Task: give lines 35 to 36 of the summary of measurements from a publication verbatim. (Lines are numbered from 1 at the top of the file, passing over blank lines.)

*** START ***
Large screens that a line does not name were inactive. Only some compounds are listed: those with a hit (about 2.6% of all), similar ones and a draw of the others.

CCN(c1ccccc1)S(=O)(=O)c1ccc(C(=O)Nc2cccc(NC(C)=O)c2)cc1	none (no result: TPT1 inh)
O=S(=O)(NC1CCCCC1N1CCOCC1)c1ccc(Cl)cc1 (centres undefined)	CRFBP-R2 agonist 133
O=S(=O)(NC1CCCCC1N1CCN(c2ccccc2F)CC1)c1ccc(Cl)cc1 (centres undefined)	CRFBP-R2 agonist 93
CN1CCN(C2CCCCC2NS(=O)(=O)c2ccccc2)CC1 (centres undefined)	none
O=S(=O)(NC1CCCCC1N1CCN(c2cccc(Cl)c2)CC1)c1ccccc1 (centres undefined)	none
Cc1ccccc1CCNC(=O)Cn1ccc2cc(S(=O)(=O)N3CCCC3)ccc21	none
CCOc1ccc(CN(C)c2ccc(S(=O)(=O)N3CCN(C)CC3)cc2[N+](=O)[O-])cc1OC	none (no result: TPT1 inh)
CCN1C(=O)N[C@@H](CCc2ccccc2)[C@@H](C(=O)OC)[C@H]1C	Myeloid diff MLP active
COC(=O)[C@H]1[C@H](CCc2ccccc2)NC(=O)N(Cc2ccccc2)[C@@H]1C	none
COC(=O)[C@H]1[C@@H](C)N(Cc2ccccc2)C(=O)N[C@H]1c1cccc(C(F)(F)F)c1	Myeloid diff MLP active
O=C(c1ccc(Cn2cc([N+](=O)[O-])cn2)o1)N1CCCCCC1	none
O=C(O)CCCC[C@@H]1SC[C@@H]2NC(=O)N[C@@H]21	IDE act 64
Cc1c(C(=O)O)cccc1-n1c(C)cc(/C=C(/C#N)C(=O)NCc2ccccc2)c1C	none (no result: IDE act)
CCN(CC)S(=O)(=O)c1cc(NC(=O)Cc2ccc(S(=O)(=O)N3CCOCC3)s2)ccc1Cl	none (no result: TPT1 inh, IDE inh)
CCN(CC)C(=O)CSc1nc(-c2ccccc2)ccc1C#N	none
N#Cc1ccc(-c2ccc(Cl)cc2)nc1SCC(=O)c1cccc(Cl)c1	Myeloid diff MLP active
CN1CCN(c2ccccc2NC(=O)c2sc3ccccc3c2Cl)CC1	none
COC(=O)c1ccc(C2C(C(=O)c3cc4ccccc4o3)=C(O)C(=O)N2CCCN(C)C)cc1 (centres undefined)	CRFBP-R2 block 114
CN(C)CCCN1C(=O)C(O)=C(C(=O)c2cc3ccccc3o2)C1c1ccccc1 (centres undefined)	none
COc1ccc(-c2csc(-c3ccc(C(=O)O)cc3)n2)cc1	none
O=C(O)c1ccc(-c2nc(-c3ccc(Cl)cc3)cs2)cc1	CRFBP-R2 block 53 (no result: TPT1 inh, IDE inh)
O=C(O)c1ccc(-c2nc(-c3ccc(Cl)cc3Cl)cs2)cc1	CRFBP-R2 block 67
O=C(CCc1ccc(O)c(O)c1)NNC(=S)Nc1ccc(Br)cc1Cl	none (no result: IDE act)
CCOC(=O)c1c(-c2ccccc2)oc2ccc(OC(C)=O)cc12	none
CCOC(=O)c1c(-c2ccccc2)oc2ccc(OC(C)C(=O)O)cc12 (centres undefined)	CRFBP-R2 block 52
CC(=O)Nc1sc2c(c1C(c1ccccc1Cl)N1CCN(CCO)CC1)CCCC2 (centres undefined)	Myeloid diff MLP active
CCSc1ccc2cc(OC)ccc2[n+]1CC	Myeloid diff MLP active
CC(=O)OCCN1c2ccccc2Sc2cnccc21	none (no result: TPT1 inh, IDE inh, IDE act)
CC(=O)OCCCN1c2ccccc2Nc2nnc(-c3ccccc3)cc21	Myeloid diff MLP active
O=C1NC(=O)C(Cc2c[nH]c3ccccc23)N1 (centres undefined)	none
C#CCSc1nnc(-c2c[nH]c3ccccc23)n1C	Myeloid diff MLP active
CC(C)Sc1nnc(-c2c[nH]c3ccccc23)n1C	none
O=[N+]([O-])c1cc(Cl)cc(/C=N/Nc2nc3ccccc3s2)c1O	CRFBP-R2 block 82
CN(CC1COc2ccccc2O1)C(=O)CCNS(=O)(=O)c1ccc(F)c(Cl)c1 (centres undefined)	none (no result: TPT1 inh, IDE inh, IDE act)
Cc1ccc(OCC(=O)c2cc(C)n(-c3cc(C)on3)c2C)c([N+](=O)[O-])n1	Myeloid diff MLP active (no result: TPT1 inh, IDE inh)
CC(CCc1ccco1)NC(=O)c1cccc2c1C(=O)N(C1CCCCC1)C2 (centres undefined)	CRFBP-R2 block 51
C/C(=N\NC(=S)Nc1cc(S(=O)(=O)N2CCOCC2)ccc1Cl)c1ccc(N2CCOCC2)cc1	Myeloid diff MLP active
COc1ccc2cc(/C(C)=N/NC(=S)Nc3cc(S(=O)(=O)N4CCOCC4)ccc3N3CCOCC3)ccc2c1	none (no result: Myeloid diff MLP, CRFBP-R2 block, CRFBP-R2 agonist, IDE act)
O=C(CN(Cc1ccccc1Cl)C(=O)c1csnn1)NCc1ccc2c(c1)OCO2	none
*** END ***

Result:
CN(CC1COc2ccccc2O1)C(=O)CCNS(=O)(=O)c1ccc(F)c(Cl)c1 (centres undefined)	none (no result: TPT1 inh, IDE inh, IDE act)
Cc1ccc(OCC(=O)c2cc(C)n(-c3cc(C)on3)c2C)c([N+](=O)[O-])n1	Myeloid diff MLP active (no result: TPT1 inh, IDE inh)